Excel 2010 tracking changes made to a worksheet

Excel provides a change tracking tool that makes it easier for groups of people to work together. Change tracking makes sure that the changes made by different people are carefully logged, giving you the power to inspect each person’s changes individually and reverse them if you choose. It’s a little like keeping several versions of the same worksheet in a single spreadsheet file.

Switching On Change Tracking
To turn on change tracking, follow these steps:

1. Select Review➝Track Changes➝Highlight Changes.
The Highlight Changes dialog box appears.

2. Turn on the “Track changes while editing” checkbox.
When you turn on change tracking, you also automatically switch on workbook sharing a separate feature, which will be discussed in some other post. As there’s no way to turn on change tracking without also turning on workbook sharing.

3. Ignore the Who, When, and Where checkboxes for now, and click OK to return to your worksheet.

To see how change tracking works, just enter text in a new cell or edit an existing cell. Excel uses several visual indicators to show that a cell has been changed. Most obviously, it draws a blue outline around the cell and adds a small blue triangle to the cell’s top-right corner. Additionally, Excel changes the column headers at the top of your sheet to use red text if that column or row contains changed data. To get the specifics about the change, you can hover over the cell with your mouse. When you do, a yellow box appears that looks just like a comment box.

Excel doesn’t track every possible change. In fact, it ignores the following changes:
• Formatting changes (like when you change the font or background color of a cell)
• Hiding or unhiding rows or columns.
• Adding, changing, or deleting comments.
• Inserting or deleting worksheets.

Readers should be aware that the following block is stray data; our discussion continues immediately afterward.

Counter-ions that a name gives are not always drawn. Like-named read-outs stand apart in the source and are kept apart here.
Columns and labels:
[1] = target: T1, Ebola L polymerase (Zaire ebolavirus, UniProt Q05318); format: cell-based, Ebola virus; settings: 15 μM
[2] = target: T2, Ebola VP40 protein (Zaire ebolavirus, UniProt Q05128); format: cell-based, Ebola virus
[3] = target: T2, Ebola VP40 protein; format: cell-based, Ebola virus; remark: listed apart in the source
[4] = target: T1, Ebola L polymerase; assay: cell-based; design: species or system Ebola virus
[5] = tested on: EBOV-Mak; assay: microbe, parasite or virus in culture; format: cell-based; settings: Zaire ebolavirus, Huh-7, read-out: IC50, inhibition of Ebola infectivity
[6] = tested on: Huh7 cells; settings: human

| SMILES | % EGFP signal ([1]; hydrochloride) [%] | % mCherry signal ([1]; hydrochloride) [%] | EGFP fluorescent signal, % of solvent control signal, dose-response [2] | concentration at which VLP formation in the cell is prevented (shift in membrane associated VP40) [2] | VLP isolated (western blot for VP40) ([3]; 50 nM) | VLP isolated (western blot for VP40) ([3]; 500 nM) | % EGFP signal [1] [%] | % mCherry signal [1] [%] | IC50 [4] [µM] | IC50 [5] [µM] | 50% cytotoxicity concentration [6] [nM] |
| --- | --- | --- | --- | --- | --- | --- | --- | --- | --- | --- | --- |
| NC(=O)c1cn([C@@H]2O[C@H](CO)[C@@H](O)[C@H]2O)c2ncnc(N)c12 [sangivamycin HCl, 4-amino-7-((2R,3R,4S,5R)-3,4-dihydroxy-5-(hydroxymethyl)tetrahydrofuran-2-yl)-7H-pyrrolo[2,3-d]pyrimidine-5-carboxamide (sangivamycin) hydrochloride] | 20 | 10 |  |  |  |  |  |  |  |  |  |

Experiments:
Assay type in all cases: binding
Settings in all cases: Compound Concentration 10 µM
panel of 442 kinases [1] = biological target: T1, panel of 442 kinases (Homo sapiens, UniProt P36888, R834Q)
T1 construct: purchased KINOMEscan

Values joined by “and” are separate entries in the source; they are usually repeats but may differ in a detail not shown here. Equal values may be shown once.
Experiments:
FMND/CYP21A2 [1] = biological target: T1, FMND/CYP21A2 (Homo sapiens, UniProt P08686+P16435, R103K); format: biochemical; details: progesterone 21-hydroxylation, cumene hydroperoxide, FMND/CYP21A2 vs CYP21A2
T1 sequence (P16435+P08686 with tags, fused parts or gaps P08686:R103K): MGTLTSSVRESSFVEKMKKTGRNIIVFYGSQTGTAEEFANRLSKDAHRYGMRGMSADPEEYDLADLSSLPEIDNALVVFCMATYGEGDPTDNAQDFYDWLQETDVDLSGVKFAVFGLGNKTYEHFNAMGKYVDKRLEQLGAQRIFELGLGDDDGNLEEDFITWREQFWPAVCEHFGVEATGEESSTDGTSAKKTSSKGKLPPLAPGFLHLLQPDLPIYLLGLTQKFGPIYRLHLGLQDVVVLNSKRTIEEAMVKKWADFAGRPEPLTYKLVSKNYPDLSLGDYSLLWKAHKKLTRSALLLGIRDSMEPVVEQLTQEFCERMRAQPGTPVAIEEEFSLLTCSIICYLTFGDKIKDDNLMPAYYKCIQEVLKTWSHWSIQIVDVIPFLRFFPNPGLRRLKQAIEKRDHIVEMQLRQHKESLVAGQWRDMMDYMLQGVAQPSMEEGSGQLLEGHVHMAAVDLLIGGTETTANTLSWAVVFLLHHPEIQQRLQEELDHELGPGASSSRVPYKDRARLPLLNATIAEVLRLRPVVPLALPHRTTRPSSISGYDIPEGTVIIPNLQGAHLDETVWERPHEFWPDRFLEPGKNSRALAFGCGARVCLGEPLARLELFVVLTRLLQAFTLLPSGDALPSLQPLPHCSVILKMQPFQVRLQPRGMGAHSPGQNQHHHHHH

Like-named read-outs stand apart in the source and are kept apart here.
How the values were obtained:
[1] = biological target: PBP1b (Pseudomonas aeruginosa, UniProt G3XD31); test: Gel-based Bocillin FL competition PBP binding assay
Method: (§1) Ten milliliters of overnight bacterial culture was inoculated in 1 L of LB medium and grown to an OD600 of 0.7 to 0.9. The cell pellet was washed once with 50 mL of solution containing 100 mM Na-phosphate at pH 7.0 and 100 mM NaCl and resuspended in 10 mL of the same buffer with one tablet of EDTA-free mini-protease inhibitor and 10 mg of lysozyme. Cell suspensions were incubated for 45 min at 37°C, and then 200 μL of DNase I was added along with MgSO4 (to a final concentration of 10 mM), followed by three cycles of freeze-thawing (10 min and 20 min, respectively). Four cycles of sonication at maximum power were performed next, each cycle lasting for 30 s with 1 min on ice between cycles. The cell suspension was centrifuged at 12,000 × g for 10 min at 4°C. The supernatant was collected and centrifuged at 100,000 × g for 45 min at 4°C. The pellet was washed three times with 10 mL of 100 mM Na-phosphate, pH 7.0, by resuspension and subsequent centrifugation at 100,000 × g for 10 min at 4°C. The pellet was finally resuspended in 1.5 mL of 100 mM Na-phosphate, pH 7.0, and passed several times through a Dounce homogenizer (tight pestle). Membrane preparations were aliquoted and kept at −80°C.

Changes don’t remain in the change history log forever. In fact, once 30 days have
passed since a change was made, Excel discards it from the log.

You can also clear changes from the change history log —by turning off change
tracking altogether. Just choose Review➝Track Changes➝Highlight
Changes to show the Highlight Changes dialog box, and turn off the checkmark in
the “Track changes while editing” checkbox. You can turn change tracking back on
later, but you can’t recover the information about the changes you made earlier.

To highlight the changes made to a document, go to Review➝Track
Changes➝Highlight Changes.

tc

What you do next depends on the types of changes you want to see. Here are some
of your choices:

Show all changes

Show recent changes

Show changes in a specific date

Show changes that haven’t been reviewed

Show changes made by a specific person

Show changes made in specific cells

This article showed you on how to enable change tracking and view changes, in the upcoming articles i will be talking about accepting rejecting these changes and merging the changes made by many authors on a workbook while it was shared with them.

Be Sociable, Share!
  • http://crohnsdisease.tk Camille Setzler

    It’s hard to come by decent info on the web.

  • http://eye-mask.org Isidro Nakanishi

    Mind if I use some of the information from this post if I provide a link back to your site?

  • http://www.facebook.com/david.r.crutchfield David R. Crutchfield

    I am able to turn on track changes and the workbook remembers those changes but I cannot get the workbook to; 1) keep the changes highlighted after saving and opening. I can go to Track Changes button and the When: is checked but it shows “Since I last saved”. I change it to All and then all the changes are highlighted. 2) the history tab (“List changes on a new sheet”) does not save. So not only are the changes not highIighted when I open the workbook, but the History tab is missing too. I tried e-mailing the workbook while the tab is showing but the resulting attachment will not open – Excel says it is corrupt. Yes, I am using Excel 2010. Workbook is a new, blank one that I typed into, saved locally, opened, shared, and turned on track changes. Then I tried everything I know how to make it work and have been searching through the internet to no avail – it appears no one else is having this problem except I am working on this problem for someone else who is having the same problem on their computer. They want to e-mail the workbook to someone and not have to give them a long list of instructions on how to find the changes.

  • three_toe

    nope, everybody is having these problems because MS’s attempt at implementing this feature probably lasted about 20 minutes and then that specific intern was fired for failing a drug test.

  • arrowhot

    They ought to just go look at Microsoft Word for an example of how to track changes. drug test……lol.

  • drconrad

    how can I change the name in track changes